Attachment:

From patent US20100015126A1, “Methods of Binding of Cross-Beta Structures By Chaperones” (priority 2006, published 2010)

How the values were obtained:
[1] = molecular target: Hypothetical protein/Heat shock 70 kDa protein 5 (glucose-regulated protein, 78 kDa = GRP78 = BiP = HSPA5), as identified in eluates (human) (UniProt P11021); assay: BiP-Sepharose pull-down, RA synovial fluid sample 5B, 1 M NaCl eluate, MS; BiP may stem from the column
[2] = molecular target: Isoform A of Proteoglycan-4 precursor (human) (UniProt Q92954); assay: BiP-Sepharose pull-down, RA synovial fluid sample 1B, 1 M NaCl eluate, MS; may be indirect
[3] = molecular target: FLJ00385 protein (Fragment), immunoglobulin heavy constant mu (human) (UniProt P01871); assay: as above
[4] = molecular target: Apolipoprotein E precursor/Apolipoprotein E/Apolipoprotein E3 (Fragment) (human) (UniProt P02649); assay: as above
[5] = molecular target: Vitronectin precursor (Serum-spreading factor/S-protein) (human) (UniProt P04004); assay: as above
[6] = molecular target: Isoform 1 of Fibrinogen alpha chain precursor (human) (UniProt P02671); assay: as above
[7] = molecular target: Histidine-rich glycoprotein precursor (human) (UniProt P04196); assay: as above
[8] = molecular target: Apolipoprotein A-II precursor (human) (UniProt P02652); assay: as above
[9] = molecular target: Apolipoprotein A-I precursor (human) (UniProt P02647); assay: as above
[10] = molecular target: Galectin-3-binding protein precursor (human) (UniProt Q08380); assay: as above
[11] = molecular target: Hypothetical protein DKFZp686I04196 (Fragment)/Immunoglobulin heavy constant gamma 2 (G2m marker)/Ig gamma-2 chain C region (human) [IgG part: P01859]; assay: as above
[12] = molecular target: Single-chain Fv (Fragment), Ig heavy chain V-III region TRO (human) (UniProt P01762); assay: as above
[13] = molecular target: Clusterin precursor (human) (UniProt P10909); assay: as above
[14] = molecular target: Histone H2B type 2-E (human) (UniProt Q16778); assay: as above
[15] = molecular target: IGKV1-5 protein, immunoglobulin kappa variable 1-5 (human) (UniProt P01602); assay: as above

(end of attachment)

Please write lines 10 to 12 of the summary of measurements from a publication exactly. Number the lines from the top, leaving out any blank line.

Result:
[8] = molecular target: Apolipoprotein A-II precursor (human) (UniProt P02652); assay: as above
[9] = molecular target: Apolipoprotein A-I precursor (human) (UniProt P02647); assay: as above
[10] = molecular target: Galectin-3-binding protein precursor (human) (UniProt Q08380); assay: as above